# Data Mining Algorithms In R/Packages/gausspred/train pred gau

## Description

Training with Markov chain sampling, predicting for test cases, and evaluating performance with cross-validation

## Usage

training_gau (G,features,response,prior_y=rep(1,G), p_tau_nu = c(alpha=2,w=0.5), p_tau_mu = c(alpha=2,w=0.5), p_tau_x = c(alpha=2,w=0.5), nos_super = 100, nos_trans = 5, ini_taus=rep(1,3), cor=0, p=ncol(features),cutoff=1, min_qf=exp(-10), nos_lambda=1000, stepsize_log_tau=-2, no_steps=10 ) predict_gau (features, out_tr, pred_range, thin) crossvalid_gau (no_fold, k, G, features,response, lmd_trf, prior_y=rep(1,G), p_tau_nu = c(alpha=2,w=0.5), p_tau_mu = c(alpha=2,w=0.5), p_tau_x = c(alpha=2,w=0.5), nos_super = 100, nos_trans = 5, ini_taus=rep(1,3), cor=0, min_qf=exp(-10),nos_lambda=1000, stepsize_log_tau=-2, no_steps=10 , pred_range, thin =1 )

## Arguments

Arguments of training_gau and crossvalid_gau: G, the number of groups, i.e., number of possibilities of response.

features, the features, with the rows for the cases.

response, the response values.

prior_y, a vector of length ’G’, specifying the Dirichlet prior distribution for probabilities of the response.

p_tau_nu, p_tau_mu, p_tau_x, vectors of 2 numbers, specifying the Gamma distribution as prior for the inverse of the variance of the distribution of µ, and features respectively; the first number is shape, the second is rate.

nos_super, nos_trans, nos_super of super Markov chain transitions are run, with nos_trans Markov chain iterations for each. Only the last state of each super transition is saved. This is used to avoid saving Markov chain state for each iteration.

cor, taking value 0 or 1, indicating whether bias-correction is to be applied.

p, the number of total features before selection. This number needs to be supplied by users other than inferred from other arguments.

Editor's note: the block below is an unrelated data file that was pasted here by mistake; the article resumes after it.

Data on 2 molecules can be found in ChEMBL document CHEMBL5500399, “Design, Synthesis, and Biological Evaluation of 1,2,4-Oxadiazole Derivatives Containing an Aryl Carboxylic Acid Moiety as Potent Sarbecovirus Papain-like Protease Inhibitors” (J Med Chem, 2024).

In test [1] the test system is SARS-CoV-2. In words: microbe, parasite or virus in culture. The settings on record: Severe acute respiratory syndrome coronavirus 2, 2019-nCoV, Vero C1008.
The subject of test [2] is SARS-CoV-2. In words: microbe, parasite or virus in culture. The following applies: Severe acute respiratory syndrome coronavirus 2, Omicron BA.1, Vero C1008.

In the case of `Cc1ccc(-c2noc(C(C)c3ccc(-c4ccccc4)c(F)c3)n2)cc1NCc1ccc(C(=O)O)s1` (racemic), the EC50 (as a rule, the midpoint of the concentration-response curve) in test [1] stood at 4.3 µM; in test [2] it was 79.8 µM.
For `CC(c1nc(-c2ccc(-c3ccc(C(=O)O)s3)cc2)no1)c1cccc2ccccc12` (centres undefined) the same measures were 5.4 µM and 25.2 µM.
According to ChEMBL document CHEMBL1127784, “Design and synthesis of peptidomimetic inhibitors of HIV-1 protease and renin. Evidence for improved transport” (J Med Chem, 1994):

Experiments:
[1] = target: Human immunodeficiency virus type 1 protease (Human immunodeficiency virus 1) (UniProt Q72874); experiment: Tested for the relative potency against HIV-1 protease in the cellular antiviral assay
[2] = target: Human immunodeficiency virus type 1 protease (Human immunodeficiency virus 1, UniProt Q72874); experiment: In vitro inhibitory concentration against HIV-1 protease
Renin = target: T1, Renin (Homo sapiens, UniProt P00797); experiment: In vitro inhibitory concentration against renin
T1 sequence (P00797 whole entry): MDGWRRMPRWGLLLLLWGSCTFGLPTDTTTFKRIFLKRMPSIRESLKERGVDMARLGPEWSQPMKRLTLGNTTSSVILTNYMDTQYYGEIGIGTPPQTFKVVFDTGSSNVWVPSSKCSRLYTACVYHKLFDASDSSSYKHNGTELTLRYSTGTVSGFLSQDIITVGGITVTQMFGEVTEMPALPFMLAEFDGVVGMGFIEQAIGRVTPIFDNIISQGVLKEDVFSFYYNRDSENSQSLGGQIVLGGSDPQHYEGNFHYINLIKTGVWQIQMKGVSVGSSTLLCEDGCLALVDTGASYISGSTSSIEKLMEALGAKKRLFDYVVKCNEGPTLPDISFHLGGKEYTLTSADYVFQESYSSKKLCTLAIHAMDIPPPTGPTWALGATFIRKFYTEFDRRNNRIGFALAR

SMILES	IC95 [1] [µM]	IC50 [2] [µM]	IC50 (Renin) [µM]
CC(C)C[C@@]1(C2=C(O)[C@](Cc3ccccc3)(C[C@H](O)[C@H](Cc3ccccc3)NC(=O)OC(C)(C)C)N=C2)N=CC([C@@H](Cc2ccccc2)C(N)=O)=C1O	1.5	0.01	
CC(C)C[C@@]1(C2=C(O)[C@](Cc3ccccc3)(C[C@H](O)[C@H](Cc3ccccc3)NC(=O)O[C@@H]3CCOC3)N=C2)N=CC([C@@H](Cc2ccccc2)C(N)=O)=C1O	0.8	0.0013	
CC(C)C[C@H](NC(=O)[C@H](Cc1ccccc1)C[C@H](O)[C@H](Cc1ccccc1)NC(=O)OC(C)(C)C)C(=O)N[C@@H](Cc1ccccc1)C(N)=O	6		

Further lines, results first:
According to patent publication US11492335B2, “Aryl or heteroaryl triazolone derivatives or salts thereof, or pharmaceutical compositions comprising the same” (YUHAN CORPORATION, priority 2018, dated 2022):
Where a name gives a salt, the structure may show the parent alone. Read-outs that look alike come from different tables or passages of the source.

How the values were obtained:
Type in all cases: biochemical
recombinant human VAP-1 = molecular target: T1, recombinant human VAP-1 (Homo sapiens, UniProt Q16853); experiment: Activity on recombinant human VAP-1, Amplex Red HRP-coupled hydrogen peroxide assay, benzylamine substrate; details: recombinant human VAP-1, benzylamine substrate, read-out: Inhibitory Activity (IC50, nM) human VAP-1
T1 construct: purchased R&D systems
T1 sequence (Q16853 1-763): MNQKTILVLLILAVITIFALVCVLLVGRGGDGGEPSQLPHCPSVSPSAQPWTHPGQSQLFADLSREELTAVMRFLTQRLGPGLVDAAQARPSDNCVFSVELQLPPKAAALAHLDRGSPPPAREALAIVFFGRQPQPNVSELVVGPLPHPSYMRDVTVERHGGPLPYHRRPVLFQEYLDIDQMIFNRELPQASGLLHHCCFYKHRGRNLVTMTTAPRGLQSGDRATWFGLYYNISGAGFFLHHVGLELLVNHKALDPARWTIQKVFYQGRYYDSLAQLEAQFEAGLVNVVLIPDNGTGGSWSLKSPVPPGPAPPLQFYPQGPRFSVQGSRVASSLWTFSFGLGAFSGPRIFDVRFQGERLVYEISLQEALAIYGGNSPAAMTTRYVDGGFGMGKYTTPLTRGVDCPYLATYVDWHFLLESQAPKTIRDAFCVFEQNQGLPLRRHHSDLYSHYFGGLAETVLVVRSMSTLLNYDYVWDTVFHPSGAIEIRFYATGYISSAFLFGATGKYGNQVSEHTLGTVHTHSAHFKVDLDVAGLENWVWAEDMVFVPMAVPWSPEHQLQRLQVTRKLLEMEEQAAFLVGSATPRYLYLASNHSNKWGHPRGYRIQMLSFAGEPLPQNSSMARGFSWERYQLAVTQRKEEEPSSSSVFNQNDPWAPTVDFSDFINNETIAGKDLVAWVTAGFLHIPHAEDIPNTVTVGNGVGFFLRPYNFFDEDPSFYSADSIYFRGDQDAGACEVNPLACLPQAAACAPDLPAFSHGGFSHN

cutoff, the cutoff of F-statistic used to select features. This number needs to be supplied by users other than inferred from other arguments.

min_qf, the minimum value of "f" used to cut the in?nite summation in calculating cor- rection factor.

nos_lambda, the number of random numbers for A in approximating the correction factor.

stepsize_log_tau, the stepsize of Gaussian proposal used in sampling log tau_mu when bias- correction is applied.

no_steps, iterations of Metropolis sampling for log tau_mu.

Arguments only of predict_gau:

out_tr, output of Markov chain sampling returned by training_gau.

pred_range, the range of super Markov chain transitions used to predict the response values of test cases.

thin, only 1 sample for every thin samples are used in predicting, chosen evenly.

Arguments only of crossvalid_gau:

no_fold, the number of subsets of the data in making cross-validation assessment.

k, the number of features selected.

lmd_trf, the value of lambda used to estimate covariance matrix, which is used to transform data with Choleski decomposition. The larger this number is the estimated covariance matrix is closer to diagonal.

## Value

The function training_gau returns the following values:

mu, an array of three dimensions, storing Markov chain samples of µ, with the ﬁrst dimension for different features, the 2nd dimension for different groups, the third dimension for different Markov chain super transitions.

nu, a matrix, storing Markov chain samples of ν, with rows for features, the columns for Markov chain iterations.

tau_x, a vector, storing Markov chain samples of τ x.

tau_mu, a vector, storing Markov chain samples of τ µ .

tau_nu, a vector, storing Markov chain samples of τ ν .

freq_y, the posterior mean of the probabilities for response.

Both predict_gau and crossvalid_gau return a matrix of the predictive probabilities, with rows for cases, columns for different groups (different values of response).

## Example

n <- 200+400 p <- 400 G <- 6 p_tau_x <- c(4,1) p_tau_mu <- c(1.5,0.01) p_tau_nu <- c(1.5,0.01) tau_mu <- 100

data <- gen_bayesgau (n,p,G,tau_nu=100,tau_mu,p_tau_x )

ix_tr <- 1:200

i_sel <- order_features(data\$X[ix_tr,],data\$y[ix_tr]) vars <- i_sel\$vars[1:10] cutoff <- i_sel\$fstat[10]train_pred_gau 7

out_tr_cor <- training_gau( G = G, data\$X[ix_tr,vars,drop=FALSE], data\$y[ix_tr], prior_y = rep(1,G), p_tau_nu, p_tau_mu, p_tau_x , nos_super = 400, nos_trans = 1, ini_taus=rep(1,3),

cor=1, p=p,cutoff=cutoff, min_qf=exp(-10),nos_lambda=100, stepsize_log_tau=0.5, no_steps=5 )

out_pred_cor <- predict_gau( data\$X[-(ix_tr),vars,drop=FALSE], out_tr_cor, pred_range=c(50,400), thin = 1)

Mlosser <- matrix (1,G,G) diag(Mlosser) <- 0

Mloss <- matrix(1,G,G) Mloss <- matrix(exp(rnorm(G^2,0,2)),G,G) diag(Mloss) <- 0

amlp_cor <- comp_amlp(out_pred_cor,data\$y[-ix_tr])

er_cor <- comp_loss(out_pred_cor,data\$y[-ix_tr],Mlosser)

l_cor <- comp_loss(out_pred_cor,data\$y[-ix_tr],Mloss)